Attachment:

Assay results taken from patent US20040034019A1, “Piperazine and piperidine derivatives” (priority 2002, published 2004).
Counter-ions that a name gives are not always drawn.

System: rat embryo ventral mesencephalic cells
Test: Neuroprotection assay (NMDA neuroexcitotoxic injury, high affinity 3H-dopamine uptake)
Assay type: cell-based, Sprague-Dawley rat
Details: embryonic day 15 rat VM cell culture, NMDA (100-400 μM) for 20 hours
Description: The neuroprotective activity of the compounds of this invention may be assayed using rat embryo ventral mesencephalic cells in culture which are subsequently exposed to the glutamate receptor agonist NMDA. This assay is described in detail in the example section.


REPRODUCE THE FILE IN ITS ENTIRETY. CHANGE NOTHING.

Assay results taken from patent US20040034019A1, “Piperazine and piperidine derivatives” (priority 2002, published 2004).
Counter-ions that a name gives are not always drawn.

System: rat embryo ventral mesencephalic cells
Test: Neuroprotection assay (NMDA neuroexcitotoxic injury, high affinity 3H-dopamine uptake)
Assay type: cell-based, Sprague-Dawley rat
Details: embryonic day 15 rat VM cell culture, NMDA (100-400 μM) for 20 hours
Description: The neuroprotective activity of the compounds of this invention may be assayed using rat embryo ventral mesencephalic cells in culture which are subsequently exposed to the glutamate receptor agonist NMDA. This assay is described in detail in the example section.